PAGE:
One of the reasons I’m in the “money business” is because my family never had any — actually, that’s not true. My family used to have money, and lots of land.
Actually we were the All-American story. My great, great, great, (maybe a couple of more “greats” in there too) grandfather sold himself into indentured servitude by way of Scotland to come to America. Sometime in the 1760’s, I think. My dad could tell you all of the exact details, William Wallace — the whole thing. I digress…
For seven years we farmed & fixed stuff for rich guys & then bootstrapped ourselves into local politics, law school, medical school, and eventually the family fortune was tied up in oil fields in Texas. These oil fields kept the family comfortable for a couple of generations and then supposedly one of my not-so-great grandfathers & his brother started feuding over the money. They fought so vehemently that when the dust settled, all that was left were attorney bills — or so goes the story.
Since then, my dad’s side of the family has sort of been cursed when it comes to money — basically with any decision that can be made about money. I won’t bore you with all the gory details, but trust me, Hugo from Lost would run a close second to most of the members of my family when it comes to the tragedy of money.
And so, from a very early age I learned a few things. 1) most misfortune that’s centered around money is usually the result of poor planning, or greed. I know this because my family spent most of the 80’s buying extended warranties without ever doing the math. I also witnessed the salesman gladly selling the useless joke. 2) Since “the incident” the Bell family karma has been to pretty much be: too early, too late, too conservative, too aggressive, or too naive about all things money. And, they’re all still pretty greedy & selfish.
Growing up with Scottish pride, I learned about all the world-changing discoveries & inventions from Scots. But the more I’ve learned about my family, the more I’m thinking maybe we came from a different part of the island; The “rock-hurling-skirt-wearing-midgets-who-are-hairy-in-all-the-wrong-places–living-among-drunks-and-people-with-bad-teeth” side of the island.
Fortunately, it’s not all the family I’ve got.
As fate would have it, my uncle called me a couple of days ago, telling me that he heard something about March 21, 2012 — Something about the Federal Reserve “devaluing the US dollar 40% (on that day) along with the rest of the world’s currencies…” All on THAT day. And — he wants to put ALL of his portfolio into Gold, like right now.
I’m not sure what radio/internet news/commentary/stock-newsletter/insider god was sharing this date, but my uncle believes. I know there are some other believers too, I’ve seen the comments trolling on Business Insider.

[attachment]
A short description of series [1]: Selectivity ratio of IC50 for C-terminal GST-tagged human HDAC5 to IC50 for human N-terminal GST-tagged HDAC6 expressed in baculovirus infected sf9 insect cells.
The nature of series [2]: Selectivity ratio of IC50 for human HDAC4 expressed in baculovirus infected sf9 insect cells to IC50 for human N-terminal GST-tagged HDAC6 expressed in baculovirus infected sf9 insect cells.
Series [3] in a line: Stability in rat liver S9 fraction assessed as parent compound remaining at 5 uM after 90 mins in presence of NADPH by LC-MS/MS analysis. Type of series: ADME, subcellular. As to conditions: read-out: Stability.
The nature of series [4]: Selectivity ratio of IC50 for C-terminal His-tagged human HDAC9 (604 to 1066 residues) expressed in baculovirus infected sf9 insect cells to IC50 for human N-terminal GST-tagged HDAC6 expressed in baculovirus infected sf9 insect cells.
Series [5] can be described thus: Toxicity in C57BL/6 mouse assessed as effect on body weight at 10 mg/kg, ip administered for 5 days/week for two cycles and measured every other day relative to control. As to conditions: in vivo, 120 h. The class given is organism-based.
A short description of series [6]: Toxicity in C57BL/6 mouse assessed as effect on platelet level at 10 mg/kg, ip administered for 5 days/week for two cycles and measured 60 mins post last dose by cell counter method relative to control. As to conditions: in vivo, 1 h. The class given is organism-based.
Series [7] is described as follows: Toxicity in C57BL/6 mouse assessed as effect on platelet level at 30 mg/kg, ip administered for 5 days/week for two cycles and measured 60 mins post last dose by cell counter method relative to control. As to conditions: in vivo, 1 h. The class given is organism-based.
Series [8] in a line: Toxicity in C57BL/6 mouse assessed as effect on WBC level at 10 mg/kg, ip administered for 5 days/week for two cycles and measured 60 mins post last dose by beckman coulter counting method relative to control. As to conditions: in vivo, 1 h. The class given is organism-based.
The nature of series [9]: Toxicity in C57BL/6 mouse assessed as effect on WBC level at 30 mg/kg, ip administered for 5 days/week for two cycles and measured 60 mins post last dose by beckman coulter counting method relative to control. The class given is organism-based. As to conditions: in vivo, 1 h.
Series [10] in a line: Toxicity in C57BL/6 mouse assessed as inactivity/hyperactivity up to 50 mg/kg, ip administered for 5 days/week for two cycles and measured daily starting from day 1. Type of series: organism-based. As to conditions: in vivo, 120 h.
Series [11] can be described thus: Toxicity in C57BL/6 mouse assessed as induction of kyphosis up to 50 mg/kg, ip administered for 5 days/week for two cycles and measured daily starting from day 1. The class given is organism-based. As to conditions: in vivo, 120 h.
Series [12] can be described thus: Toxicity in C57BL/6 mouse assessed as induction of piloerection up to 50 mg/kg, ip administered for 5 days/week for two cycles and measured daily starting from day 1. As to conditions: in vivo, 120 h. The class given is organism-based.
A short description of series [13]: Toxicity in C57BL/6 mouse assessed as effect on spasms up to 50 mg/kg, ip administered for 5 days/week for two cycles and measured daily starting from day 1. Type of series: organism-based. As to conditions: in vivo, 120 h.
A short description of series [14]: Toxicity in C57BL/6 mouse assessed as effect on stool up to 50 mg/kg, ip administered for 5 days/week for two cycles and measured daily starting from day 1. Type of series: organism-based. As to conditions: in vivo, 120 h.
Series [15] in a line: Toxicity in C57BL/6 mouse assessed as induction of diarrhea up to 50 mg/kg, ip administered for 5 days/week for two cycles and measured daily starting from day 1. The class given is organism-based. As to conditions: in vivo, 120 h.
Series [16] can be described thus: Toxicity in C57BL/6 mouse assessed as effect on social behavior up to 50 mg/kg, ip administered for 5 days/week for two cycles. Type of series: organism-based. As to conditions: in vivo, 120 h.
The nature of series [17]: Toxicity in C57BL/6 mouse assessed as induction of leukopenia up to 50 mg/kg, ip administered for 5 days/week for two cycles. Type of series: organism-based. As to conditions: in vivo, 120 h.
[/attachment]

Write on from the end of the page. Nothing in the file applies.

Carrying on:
There was no amount of ‘talking off the ledge’ on this one; I suggested maybe, just maybe, this was not such a great idea. He knew it was a gamble, but he liked his odds. He doesn’t trust Washington or the system. And who can blame him? Then something about the “coming gold standard…”
I said, “…It’s possible I suppose. But at that point, if that happens… I’m personally thinking we’re a bit more Mad Max, aren’t you?”
Here’s the deal — my uncle served our country in the Vietnam war (actually according to my dad, my family has fought in every single US war — except Iraq 2 and Afghanistan). My family & my uncle deserve my/our gratitude & respect. But they are also absolutely, certifiably, batshit crazy at times.
It’s okay, they know.
Fortunately he has a great pension, so even when he does “bet the farm” like this, he’ll be fine. He does still have the self-preservation part of his lizard brain, so he’ll sell if/when he needs to — I’m guess once things drop by about 50% this time around.
Although he rarely “trades”, he does make these “bet the farm” moves about once a year. And when he does, I’ve learned to note what he says because he’s usually in the ballpark of something, he just doesn’t know whether he’s coming or going. Personally, I usually do the opposite — more so with my dad’s moves.
Here’s examples of the last two “bet the farm” calls from these 3 years.
My Uncle bought Corning in 2005, I think. –I’d have to look a bit deeper. He was in the money– that I know — with like with 1/2 of his farm betting portfolio. It was a great trade. He rode that puppy hard. And the last thing I remember him sayin’ to me was… “gosh, maybe it’s goin’ to $100…
Last year, he called –ready to start lookin’. Missing pretty much all of 2009 & 2010. He’s been reading his Motley Fool email alerts, and wants an income/growth idea. I suggest maybe he look at Hawaiian Electric and The US Utilities index. Decent income, relatively defensive. He likes it. He loads the boat in his account.
From Bloomberg (emphasis mine):
Gold is poised for a 21 percent gain in 2012, extending its bull market to 12 consecutive years, as investors hoard record amounts and central banks expand reserves for the first time in a generation.
So, Here’s The Question:
Knowing what you know now, is my Uncle? (multiple choice)
a) too conservative
b) too early
c) too late
d) too aggressive
e) too naive
Who knows… really, I’m just sayin’
Trump Calls The Top On Gold – September 2011.
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